More about the implicit grant flow you will find in the following Microsoft article.

Microsoft identity platform and implicit grant flow

Now it works and only for the first time, I have to consent to enable the application to access the data in my Azure AD tenant.

After the Accept (Consent in OAuth terminology), I was running into another error what I mentioned further above.

AADSTS50011: The reply URL specified in the request does not match the reply URLs configured for the application:

That’s the point regarding the correct redirect URI for my web app under App registration. Therefore I need to enter the CallbackPath from my web apps appsettings.json file and put it into the Redirect URIs in the Authentication section from the App registration.

Same site as previously to enable the access tokens.

Redirect URI: https://localhost:44378/signin-oidc

Now finally it works!

So configuring Azure AD authentication for ASP.NET Framework (Web forms or MVC) will take all the work about configuring the registration from my web app in Azure from me. In this case the Redirect URI and the ID tokens will be configured automatically from Visual Studio.

!! Note !! Update 21.10.2023
As mentioned further above this has now also changed by using a component named msidentity tool which will do all the registration work for us.


You will find the post here.

If you are interested to see how to analyze the authentication process, which is performed from Azure AD using the OAuth 2.0 and OpenID Connect protocol, you can read my following post about how to analyze AD FS SAML Claims with Fiddler. The process to capture the traffic and analyze it with Fiddler will be the same as for AD FS.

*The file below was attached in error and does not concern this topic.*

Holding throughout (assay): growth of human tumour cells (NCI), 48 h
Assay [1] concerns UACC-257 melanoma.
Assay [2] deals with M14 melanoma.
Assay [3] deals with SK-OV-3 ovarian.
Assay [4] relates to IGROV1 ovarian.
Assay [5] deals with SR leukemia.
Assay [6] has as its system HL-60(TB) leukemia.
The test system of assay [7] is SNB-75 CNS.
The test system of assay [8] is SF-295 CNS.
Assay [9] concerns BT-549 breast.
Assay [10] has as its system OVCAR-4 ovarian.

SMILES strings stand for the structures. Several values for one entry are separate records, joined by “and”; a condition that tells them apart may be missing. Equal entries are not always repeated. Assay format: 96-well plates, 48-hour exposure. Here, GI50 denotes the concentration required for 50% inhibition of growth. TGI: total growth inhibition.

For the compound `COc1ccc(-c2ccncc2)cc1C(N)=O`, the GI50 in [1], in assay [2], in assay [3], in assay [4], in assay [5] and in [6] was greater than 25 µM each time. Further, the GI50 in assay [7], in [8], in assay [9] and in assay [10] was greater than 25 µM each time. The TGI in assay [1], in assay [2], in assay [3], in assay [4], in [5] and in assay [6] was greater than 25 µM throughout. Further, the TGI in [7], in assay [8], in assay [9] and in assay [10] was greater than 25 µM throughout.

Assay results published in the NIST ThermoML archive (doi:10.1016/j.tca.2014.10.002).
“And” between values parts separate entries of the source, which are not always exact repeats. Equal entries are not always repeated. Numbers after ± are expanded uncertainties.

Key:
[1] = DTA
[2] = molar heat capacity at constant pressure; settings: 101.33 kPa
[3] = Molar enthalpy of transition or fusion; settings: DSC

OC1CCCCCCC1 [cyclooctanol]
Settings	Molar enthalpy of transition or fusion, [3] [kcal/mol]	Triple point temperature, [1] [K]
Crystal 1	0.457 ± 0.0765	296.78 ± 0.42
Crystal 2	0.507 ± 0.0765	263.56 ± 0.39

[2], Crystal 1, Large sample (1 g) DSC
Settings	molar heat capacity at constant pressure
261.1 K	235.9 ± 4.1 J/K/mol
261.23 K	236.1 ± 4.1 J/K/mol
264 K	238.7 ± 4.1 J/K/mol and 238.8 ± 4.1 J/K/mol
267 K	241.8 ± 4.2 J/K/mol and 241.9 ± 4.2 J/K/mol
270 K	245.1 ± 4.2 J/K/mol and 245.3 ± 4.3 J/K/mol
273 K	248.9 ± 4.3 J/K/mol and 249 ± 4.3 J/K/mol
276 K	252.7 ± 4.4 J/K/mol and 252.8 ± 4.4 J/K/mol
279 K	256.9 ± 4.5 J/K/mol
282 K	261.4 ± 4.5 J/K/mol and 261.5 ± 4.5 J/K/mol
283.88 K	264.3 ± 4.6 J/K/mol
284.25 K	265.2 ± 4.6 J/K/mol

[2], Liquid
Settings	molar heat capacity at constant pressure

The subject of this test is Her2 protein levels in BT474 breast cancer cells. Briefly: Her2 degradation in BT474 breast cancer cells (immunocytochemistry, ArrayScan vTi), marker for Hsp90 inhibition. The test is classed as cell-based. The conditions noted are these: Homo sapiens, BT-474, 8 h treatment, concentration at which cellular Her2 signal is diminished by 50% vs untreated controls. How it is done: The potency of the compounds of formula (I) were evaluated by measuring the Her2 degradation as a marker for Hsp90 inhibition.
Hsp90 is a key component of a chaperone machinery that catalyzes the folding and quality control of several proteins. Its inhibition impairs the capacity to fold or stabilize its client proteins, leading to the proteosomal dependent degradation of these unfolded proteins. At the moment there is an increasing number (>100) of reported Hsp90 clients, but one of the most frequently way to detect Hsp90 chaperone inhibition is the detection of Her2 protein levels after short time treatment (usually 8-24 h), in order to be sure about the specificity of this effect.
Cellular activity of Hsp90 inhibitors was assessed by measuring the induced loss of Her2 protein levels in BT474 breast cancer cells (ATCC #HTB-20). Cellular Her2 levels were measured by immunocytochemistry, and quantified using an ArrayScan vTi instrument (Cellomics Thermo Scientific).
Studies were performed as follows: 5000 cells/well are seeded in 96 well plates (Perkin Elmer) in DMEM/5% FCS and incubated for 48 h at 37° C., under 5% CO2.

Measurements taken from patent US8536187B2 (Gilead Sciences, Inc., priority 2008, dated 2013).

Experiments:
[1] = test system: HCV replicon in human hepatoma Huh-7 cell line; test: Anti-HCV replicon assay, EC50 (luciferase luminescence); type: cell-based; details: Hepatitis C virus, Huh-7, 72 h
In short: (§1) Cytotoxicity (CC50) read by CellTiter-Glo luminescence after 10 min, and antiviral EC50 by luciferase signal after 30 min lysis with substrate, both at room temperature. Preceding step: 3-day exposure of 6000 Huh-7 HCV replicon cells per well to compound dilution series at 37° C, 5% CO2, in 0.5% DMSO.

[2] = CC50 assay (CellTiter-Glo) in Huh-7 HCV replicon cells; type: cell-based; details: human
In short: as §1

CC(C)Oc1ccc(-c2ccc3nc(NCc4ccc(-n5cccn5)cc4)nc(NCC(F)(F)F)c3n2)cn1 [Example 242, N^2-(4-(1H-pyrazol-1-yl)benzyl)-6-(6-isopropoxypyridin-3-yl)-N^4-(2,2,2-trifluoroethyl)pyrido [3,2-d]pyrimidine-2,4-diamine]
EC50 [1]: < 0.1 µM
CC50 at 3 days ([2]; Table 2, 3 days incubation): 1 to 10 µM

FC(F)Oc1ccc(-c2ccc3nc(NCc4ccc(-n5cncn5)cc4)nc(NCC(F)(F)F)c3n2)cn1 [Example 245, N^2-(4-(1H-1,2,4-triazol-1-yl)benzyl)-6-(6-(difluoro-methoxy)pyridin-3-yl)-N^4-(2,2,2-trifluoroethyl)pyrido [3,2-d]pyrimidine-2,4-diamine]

The second HTTP Request for will include in the response headers the JSON Web Token (JWT) issued from Azure AD ( and OpenID Connect to authenticate using a HTTP Post against your web app.

You can also decode the ID Token above under the following link

The site also lists clearly the claims after decoding the token.

These JSON Web Token (JWT) includes a set of default claims issued by default from Azure AD without the need to first configure them.

These claims contains a set of information about the user like the email address or the user principal name, in on-premises and the Active Directory they will be stored as Active Directory user attributes.

What set of information (claims) the JWT by default included, depends on the endpoint from where it was requested.

Claims in an ID token

In case you need more claims as by default will be issued, you can add optional claims in the Azure portal and the App registration menu of your web app.

How to: Provide optional claims to your app

How to: Customize claims emitted in tokens for a specific app in a tenant (Preview)

Microsoft identity platform ID tokens

Details about OAuth 2.0 and OpenID Connect you will find in my following post.


Quickstart: Add Microsoft identity platform sign-in to an ASP.NET web app

Microsoft identity platform and implicit grant flow

Application and service principal objects in Azure Active Directory

App Registration vs Enterprise Applications